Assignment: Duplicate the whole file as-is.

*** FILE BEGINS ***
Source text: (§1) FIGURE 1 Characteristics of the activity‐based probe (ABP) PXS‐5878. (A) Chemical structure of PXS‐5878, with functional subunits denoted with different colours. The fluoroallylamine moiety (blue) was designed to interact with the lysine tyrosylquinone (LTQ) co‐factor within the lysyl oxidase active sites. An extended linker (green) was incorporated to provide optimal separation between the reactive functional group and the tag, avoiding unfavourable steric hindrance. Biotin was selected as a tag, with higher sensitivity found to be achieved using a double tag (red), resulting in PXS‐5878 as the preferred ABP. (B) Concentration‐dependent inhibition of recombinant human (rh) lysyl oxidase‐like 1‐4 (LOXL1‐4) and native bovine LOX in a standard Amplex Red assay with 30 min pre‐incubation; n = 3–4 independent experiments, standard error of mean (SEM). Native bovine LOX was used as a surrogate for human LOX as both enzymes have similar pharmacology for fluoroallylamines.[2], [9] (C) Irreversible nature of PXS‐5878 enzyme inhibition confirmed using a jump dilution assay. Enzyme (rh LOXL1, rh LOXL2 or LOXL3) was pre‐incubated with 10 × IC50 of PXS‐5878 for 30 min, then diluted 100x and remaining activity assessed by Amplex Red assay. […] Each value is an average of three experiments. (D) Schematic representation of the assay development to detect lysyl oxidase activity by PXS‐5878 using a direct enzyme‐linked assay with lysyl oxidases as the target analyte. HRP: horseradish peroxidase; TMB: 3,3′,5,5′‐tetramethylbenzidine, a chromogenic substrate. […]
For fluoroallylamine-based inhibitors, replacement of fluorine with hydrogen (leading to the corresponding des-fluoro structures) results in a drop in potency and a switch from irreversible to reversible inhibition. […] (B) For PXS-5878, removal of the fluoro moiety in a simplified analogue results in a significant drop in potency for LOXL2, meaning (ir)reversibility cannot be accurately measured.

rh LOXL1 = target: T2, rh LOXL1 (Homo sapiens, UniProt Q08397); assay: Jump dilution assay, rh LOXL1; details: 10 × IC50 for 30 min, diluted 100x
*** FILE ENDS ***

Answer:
Source text: (§1) FIGURE 1 Characteristics of the activity‐based probe (ABP) PXS‐5878. (A) Chemical structure of PXS‐5878, with functional subunits denoted with different colours. The fluoroallylamine moiety (blue) was designed to interact with the lysine tyrosylquinone (LTQ) co‐factor within the lysyl oxidase active sites. An extended linker (green) was incorporated to provide optimal separation between the reactive functional group and the tag, avoiding unfavourable steric hindrance. Biotin was selected as a tag, with higher sensitivity found to be achieved using a double tag (red), resulting in PXS‐5878 as the preferred ABP. (B) Concentration‐dependent inhibition of recombinant human (rh) lysyl oxidase‐like 1‐4 (LOXL1‐4) and native bovine LOX in a standard Amplex Red assay with 30 min pre‐incubation; n = 3–4 independent experiments, standard error of mean (SEM). Native bovine LOX was used as a surrogate for human LOX as both enzymes have similar pharmacology for fluoroallylamines.[2], [9] (C) Irreversible nature of PXS‐5878 enzyme inhibition confirmed using a jump dilution assay. Enzyme (rh LOXL1, rh LOXL2 or LOXL3) was pre‐incubated with 10 × IC50 of PXS‐5878 for 30 min, then diluted 100x and remaining activity assessed by Amplex Red assay. […] Each value is an average of three experiments. (D) Schematic representation of the assay development to detect lysyl oxidase activity by PXS‐5878 using a direct enzyme‐linked assay with lysyl oxidases as the target analyte. HRP: horseradish peroxidase; TMB: 3,3′,5,5′‐tetramethylbenzidine, a chromogenic substrate. […]
For fluoroallylamine-based inhibitors, replacement of fluorine with hydrogen (leading to the corresponding des-fluoro structures) results in a drop in potency and a switch from irreversible to reversible inhibition. […] (B) For PXS-5878, removal of the fluoro moiety in a simplified analogue results in a significant drop in potency for LOXL2, meaning (ir)reversibility cannot be accurately measured.

rh LOXL1 = target: T2, rh LOXL1 (Homo sapiens, UniProt Q08397); assay: Jump dilution assay, rh LOXL1; details: 10 × IC50 for 30 min, diluted 100x